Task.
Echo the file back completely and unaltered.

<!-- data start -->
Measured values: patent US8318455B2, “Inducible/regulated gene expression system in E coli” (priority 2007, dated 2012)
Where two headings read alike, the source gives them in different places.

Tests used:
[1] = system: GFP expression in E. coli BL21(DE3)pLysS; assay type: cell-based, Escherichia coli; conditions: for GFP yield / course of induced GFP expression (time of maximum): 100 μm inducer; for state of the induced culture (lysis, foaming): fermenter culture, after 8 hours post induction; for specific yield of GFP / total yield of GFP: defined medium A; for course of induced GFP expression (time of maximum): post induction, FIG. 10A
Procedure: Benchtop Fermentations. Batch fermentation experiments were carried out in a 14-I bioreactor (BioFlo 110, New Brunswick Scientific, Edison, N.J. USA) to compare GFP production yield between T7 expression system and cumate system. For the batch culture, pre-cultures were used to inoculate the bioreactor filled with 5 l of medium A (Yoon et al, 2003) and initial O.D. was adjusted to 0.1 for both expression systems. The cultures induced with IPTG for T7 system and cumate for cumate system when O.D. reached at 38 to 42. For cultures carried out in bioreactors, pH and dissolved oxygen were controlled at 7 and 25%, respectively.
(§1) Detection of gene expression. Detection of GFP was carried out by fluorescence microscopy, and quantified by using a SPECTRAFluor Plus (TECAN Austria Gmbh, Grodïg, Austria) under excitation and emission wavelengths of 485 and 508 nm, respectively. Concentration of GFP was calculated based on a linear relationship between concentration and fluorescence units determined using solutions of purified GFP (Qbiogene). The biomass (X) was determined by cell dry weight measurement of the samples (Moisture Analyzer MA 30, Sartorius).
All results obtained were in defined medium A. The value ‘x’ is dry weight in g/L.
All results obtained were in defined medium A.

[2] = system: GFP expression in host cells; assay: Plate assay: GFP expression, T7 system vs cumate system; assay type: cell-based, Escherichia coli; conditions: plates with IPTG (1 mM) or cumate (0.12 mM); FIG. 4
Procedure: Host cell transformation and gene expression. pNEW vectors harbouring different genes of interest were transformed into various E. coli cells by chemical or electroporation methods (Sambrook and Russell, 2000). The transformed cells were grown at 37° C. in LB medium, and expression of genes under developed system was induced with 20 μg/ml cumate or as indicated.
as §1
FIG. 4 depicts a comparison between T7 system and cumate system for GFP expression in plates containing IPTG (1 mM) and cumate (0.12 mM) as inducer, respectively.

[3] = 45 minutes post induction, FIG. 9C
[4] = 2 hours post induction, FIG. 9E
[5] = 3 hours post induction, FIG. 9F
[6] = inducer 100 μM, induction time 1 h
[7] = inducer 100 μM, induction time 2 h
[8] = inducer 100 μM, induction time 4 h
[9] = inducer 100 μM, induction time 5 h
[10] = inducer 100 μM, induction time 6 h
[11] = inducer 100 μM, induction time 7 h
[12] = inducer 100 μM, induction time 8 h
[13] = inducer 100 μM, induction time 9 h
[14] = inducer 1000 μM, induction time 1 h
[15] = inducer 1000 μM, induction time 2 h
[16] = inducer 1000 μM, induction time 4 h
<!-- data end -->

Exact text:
Measured values: patent US8318455B2, “Inducible/regulated gene expression system in E coli” (priority 2007, dated 2012)
Where two headings read alike, the source gives them in different places.

Tests used:
[1] = system: GFP expression in E. coli BL21(DE3)pLysS; assay type: cell-based, Escherichia coli; conditions: for GFP yield / course of induced GFP expression (time of maximum): 100 μm inducer; for state of the induced culture (lysis, foaming): fermenter culture, after 8 hours post induction; for specific yield of GFP / total yield of GFP: defined medium A; for course of induced GFP expression (time of maximum): post induction, FIG. 10A
Procedure: Benchtop Fermentations. Batch fermentation experiments were carried out in a 14-I bioreactor (BioFlo 110, New Brunswick Scientific, Edison, N.J. USA) to compare GFP production yield between T7 expression system and cumate system. For the batch culture, pre-cultures were used to inoculate the bioreactor filled with 5 l of medium A (Yoon et al, 2003) and initial O.D. was adjusted to 0.1 for both expression systems. The cultures induced with IPTG for T7 system and cumate for cumate system when O.D. reached at 38 to 42. For cultures carried out in bioreactors, pH and dissolved oxygen were controlled at 7 and 25%, respectively.
(§1) Detection of gene expression. Detection of GFP was carried out by fluorescence microscopy, and quantified by using a SPECTRAFluor Plus (TECAN Austria Gmbh, Grodïg, Austria) under excitation and emission wavelengths of 485 and 508 nm, respectively. Concentration of GFP was calculated based on a linear relationship between concentration and fluorescence units determined using solutions of purified GFP (Qbiogene). The biomass (X) was determined by cell dry weight measurement of the samples (Moisture Analyzer MA 30, Sartorius).
All results obtained were in defined medium A. The value ‘x’ is dry weight in g/L.
All results obtained were in defined medium A.

[2] = system: GFP expression in host cells; assay: Plate assay: GFP expression, T7 system vs cumate system; assay type: cell-based, Escherichia coli; conditions: plates with IPTG (1 mM) or cumate (0.12 mM); FIG. 4
Procedure: Host cell transformation and gene expression. pNEW vectors harbouring different genes of interest were transformed into various E. coli cells by chemical or electroporation methods (Sambrook and Russell, 2000). The transformed cells were grown at 37° C. in LB medium, and expression of genes under developed system was induced with 20 μg/ml cumate or as indicated.
as §1
FIG. 4 depicts a comparison between T7 system and cumate system for GFP expression in plates containing IPTG (1 mM) and cumate (0.12 mM) as inducer, respectively.

[3] = 45 minutes post induction, FIG. 9C
[4] = 2 hours post induction, FIG. 9E
[5] = 3 hours post induction, FIG. 9F
[6] = inducer 100 μM, induction time 1 h
[7] = inducer 100 μM, induction time 2 h
[8] = inducer 100 μM, induction time 4 h
[9] = inducer 100 μM, induction time 5 h
[10] = inducer 100 μM, induction time 6 h
[11] = inducer 100 μM, induction time 7 h
[12] = inducer 100 μM, induction time 8 h
[13] = inducer 100 μM, induction time 9 h
[14] = inducer 1000 μM, induction time 1 h
[15] = inducer 1000 μM, induction time 2 h
[16] = inducer 1000 μM, induction time 4 h